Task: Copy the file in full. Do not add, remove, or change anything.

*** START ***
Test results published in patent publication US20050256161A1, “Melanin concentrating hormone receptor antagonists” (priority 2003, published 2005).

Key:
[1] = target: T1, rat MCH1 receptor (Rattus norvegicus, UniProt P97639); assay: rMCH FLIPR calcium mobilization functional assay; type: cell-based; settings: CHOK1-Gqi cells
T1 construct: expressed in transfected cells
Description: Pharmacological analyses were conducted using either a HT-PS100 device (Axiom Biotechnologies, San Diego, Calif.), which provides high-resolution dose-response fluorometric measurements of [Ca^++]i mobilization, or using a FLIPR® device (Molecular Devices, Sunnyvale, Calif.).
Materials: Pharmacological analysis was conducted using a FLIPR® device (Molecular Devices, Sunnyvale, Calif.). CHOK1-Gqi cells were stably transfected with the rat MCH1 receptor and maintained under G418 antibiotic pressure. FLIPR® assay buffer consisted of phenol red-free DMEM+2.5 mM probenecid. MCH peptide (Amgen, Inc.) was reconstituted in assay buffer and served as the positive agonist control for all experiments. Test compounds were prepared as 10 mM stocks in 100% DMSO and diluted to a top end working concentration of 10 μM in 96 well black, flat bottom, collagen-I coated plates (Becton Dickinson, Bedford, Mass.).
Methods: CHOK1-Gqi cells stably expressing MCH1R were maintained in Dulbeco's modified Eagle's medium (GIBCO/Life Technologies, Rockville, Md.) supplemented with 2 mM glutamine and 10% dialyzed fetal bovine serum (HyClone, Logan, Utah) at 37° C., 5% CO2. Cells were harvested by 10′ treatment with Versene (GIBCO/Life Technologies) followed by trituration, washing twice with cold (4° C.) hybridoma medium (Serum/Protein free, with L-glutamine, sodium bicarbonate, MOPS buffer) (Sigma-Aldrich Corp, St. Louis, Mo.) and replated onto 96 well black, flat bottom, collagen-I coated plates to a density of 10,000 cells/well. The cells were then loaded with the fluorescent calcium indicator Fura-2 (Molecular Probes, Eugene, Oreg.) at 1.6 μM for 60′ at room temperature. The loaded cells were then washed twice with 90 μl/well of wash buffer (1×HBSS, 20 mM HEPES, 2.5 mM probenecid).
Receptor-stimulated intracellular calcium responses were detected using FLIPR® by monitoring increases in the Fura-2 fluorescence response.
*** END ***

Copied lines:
Test results published in patent publication US20050256161A1, “Melanin concentrating hormone receptor antagonists” (priority 2003, published 2005).

Key:
[1] = target: T1, rat MCH1 receptor (Rattus norvegicus, UniProt P97639); assay: rMCH FLIPR calcium mobilization functional assay; type: cell-based; settings: CHOK1-Gqi cells
T1 construct: expressed in transfected cells
Description: Pharmacological analyses were conducted using either a HT-PS100 device (Axiom Biotechnologies, San Diego, Calif.), which provides high-resolution dose-response fluorometric measurements of [Ca^++]i mobilization, or using a FLIPR® device (Molecular Devices, Sunnyvale, Calif.).
Materials: Pharmacological analysis was conducted using a FLIPR® device (Molecular Devices, Sunnyvale, Calif.). CHOK1-Gqi cells were stably transfected with the rat MCH1 receptor and maintained under G418 antibiotic pressure. FLIPR® assay buffer consisted of phenol red-free DMEM+2.5 mM probenecid. MCH peptide (Amgen, Inc.) was reconstituted in assay buffer and served as the positive agonist control for all experiments. Test compounds were prepared as 10 mM stocks in 100% DMSO and diluted to a top end working concentration of 10 μM in 96 well black, flat bottom, collagen-I coated plates (Becton Dickinson, Bedford, Mass.).
Methods: CHOK1-Gqi cells stably expressing MCH1R were maintained in Dulbeco's modified Eagle's medium (GIBCO/Life Technologies, Rockville, Md.) supplemented with 2 mM glutamine and 10% dialyzed fetal bovine serum (HyClone, Logan, Utah) at 37° C., 5% CO2. Cells were harvested by 10′ treatment with Versene (GIBCO/Life Technologies) followed by trituration, washing twice with cold (4° C.) hybridoma medium (Serum/Protein free, with L-glutamine, sodium bicarbonate, MOPS buffer) (Sigma-Aldrich Corp, St. Louis, Mo.) and replated onto 96 well black, flat bottom, collagen-I coated plates to a density of 10,000 cells/well. The cells were then loaded with the fluorescent calcium indicator Fura-2 (Molecular Probes, Eugene, Oreg.) at 1.6 μM for 60′ at room temperature. The loaded cells were then washed twice with 90 μl/well of wash buffer (1×HBSS, 20 mM HEPES, 2.5 mM probenecid).
Receptor-stimulated intracellular calcium responses were detected using FLIPR® by monitoring increases in the Fura-2 fluorescence response.